Human. Wears blue. Looks Aryan. Carries a submachine gun. Relatively weak. Decent aim. Leaves behind a clip of bullets after death.
  • hanging Keen (second secret level only)*
    Four of these must be destroyed at the end of the second secret level. The graphic is based on that of Commander Keen, a little kid character in a series of games id Software made in the days of EGA graphics.
  • John Romero's head on a stick*
    The final boss of the game is a gigantic demon's head upon a wall. Its brain is exposed and it can spawn most of the creatures listed here. To kill it, the player must launch a few rockets into its brain. Using the cheat code that allows the player to walk through walls, one can see that the target within the demon's brain is a sprite of the head of John Romero, an employee of id Software at the time, on a stick. Haters of Daikatana will probably enjoy seeing this.
*Asterisk indicates creature was not in the original Doom.

Cheat codes:

  • iddqd
    "degreelessness mode" (god mode) toggle
  • idkfa
    all weapons, keys, and full ammo
  • idfa
    all weapons and full ammo
  • idclip
    "no clipping mode" toggle (walk through walls)
  • idclevX
    level warp (where X=a number ranging from 01 to 32 - 31 and 32 are the secret levels, which are also accessable wihtout cheating in level 15)
  • iddt
    toggle map mode (regular, show entire map, show entire map with sprite locations)
  • idmusX
    change music (were X=a number ranging from 01 to 32)
  • idchoppers
    Gives player the chainsaw.
  • idbeholdY
    Gives player a certain power-up. If Y equals...
    • A then the map power-up is activated.
    • I then the invisibility power-up is activated.
    • L then the light amplification power-up is activated.
    • R then the radiation suit power-up is activated.
    • S then the beserker pack power-up is activated.
    • V then the invunerability power-up is activated.

Doom II requires either MS-DOS 5.0 or higher on a 386DX 33MHz system that supports VGA graphics with at least 4MB of RAM and 20MB of hard disk space or Mac OS 7.1 or higher on a 68040, 68LC040, or Power PC system with 8MB of RAM and 17.2MB of hard disk space.

Thanks Master Villain for reminding me about idbeholdL.

Doom 2 was released a year or two after the classic game Doom by ID Software. It did not match the original Doom in storyline or gameplay but further enhanced the graphical and AI components for the 3D Shooter so must be revered as so. Similarly, the following Dooms (Doom 3, Doom 4, Doom 5 and Ultimate Doom) detracted more and more from storyline and gameplay and added more and more to graphics and AI. ID Software still must be congratulated for these games, but none can surpass the timeless classic Wolfenstein 3D, not even Quake.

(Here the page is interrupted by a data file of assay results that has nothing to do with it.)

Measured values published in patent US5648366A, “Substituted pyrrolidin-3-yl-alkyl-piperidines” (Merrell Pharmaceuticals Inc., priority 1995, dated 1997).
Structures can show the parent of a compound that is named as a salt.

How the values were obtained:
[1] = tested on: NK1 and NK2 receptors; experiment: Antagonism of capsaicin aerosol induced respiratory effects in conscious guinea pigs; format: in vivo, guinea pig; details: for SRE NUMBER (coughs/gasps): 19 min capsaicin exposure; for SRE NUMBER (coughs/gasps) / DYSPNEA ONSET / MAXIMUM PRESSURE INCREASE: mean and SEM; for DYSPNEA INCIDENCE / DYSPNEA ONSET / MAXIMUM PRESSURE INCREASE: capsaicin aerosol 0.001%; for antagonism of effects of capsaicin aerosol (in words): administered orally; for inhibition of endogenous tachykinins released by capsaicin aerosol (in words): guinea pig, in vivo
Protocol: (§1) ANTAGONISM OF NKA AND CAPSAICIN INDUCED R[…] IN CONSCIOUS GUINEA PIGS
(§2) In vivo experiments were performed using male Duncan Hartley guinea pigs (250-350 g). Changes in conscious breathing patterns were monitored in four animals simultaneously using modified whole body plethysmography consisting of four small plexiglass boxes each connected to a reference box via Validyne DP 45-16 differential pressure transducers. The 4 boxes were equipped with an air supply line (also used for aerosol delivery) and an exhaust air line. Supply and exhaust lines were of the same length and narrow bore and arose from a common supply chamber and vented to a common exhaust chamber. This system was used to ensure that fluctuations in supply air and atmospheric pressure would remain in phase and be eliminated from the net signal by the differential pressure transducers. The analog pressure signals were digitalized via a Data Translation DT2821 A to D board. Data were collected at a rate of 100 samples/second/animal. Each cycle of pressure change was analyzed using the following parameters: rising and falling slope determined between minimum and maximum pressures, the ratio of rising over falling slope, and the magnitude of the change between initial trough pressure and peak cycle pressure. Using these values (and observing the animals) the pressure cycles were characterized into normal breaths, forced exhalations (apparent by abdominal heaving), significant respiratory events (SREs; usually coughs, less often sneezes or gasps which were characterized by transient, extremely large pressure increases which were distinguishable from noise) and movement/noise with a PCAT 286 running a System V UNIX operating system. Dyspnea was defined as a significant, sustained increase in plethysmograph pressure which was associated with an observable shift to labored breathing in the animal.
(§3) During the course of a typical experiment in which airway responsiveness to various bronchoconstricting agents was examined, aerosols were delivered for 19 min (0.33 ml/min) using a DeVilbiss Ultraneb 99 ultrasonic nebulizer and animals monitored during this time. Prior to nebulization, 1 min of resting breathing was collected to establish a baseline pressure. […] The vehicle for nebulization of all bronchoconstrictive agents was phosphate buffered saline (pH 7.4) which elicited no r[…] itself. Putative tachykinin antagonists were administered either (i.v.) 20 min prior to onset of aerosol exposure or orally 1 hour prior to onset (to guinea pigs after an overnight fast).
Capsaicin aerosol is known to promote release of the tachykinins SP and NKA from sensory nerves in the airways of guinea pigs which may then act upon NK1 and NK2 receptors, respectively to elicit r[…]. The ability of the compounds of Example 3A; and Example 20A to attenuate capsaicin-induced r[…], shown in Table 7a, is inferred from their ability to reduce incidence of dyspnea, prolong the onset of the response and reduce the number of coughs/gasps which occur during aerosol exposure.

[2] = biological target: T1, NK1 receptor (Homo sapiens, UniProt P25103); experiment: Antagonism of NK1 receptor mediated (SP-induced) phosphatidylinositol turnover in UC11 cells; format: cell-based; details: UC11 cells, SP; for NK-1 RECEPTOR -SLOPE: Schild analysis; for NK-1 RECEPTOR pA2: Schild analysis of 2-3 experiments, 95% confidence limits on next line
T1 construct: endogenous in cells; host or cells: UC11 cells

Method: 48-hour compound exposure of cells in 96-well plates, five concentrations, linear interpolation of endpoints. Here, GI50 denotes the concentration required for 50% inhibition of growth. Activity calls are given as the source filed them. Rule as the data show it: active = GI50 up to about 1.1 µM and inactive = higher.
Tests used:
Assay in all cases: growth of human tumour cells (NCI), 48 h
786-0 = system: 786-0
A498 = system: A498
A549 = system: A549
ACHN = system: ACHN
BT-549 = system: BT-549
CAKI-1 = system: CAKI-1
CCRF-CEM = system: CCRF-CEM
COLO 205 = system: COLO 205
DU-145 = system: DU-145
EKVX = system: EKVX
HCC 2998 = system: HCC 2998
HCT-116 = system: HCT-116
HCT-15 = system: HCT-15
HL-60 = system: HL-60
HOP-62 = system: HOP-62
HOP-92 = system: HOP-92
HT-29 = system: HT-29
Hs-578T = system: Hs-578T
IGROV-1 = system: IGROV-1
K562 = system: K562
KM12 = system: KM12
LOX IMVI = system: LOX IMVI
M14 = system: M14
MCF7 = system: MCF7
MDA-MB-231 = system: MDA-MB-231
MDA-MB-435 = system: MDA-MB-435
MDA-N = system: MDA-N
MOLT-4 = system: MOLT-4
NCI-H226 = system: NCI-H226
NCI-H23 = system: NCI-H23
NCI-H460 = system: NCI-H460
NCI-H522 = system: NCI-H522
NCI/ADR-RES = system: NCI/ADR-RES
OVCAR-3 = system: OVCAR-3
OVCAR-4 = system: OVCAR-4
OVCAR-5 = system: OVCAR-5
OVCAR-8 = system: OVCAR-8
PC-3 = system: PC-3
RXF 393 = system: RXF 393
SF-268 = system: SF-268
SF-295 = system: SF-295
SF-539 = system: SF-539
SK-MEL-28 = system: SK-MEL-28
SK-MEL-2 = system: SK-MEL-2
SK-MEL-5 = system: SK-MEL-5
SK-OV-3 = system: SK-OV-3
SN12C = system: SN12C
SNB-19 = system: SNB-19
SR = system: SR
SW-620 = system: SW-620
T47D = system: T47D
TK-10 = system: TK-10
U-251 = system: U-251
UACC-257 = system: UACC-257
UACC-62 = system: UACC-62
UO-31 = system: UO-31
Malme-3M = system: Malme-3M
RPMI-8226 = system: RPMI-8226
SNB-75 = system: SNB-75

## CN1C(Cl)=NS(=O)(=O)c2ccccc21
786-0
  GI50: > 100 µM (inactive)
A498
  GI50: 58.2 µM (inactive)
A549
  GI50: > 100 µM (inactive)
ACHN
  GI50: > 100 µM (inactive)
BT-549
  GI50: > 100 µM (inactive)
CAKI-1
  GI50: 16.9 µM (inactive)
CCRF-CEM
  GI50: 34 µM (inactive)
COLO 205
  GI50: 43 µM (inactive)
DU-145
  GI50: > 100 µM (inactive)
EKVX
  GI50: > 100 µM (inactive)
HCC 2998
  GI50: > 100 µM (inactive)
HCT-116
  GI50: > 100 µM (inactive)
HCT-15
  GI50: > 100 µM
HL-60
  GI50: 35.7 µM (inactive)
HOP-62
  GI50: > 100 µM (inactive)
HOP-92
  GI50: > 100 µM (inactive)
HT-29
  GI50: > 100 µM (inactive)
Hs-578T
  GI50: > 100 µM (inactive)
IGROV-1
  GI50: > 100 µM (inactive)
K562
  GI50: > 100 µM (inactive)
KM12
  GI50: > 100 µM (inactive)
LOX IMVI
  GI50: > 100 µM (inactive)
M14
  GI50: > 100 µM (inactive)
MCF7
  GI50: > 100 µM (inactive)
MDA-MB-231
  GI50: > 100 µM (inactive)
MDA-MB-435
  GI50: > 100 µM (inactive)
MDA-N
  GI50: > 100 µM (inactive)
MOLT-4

Doom 2 was touted as a sequel to Doom, although it was essentially an upgraded version of the original with some new monsters and a double-barrelled shotgun. Think of it as 'Doom Plus'. Despite this, it was still more exciting, more interesting, somehow more 'genuine' than most of its contemporaries - 'Rise of the Triad', 'Corridor Nine' and so forth. It's still quite good fun to play nowadays, especially in 'GLDoom' form.

As mentioned above, the three-episode structure of the original was ditched for a simpler, linear progression through a series of 30 levels. Whilst 'Doom' had a, cough, 'plot' ('Y00 g0tt4 fr4g the deem0nz, doodz!'), 'Doom II' did not. It was a constant, unremitting river of ultra-violent carnage, with no 'escort missions', no 'hostages' and nothing that you were not supposed to shoot. As such, it was very theraputic, especially in four-player co-operative mode. No matter how well intentioned, co-operative games would swiftly transform into friendly fire grudge matches, made amusing by the fact that everybody started in the same room.

There were 30 levels, of which the last involved firing a rocket launcher into the brain of a giant goat. Yes. Some of the later, more complex levels absolutely required a 486DX2/66 or early Pentium to do them justice, which wasn't much fun if you had, say, a 486DX/33.

One other change was that the cheat code to turn off clipping was altered from IDSPISPOPD (which stands for 'Smashing Pumpkins Into Small Piles Of Putrid Debris', apparently not a reference to the famous band) to the more conventional IDCLIP.

This was followed by Quake, which ditched many of the classic Doom elements such as the BFG9000 and the monster-packed levels, and the more satisfying Quake 2, which brought them back again.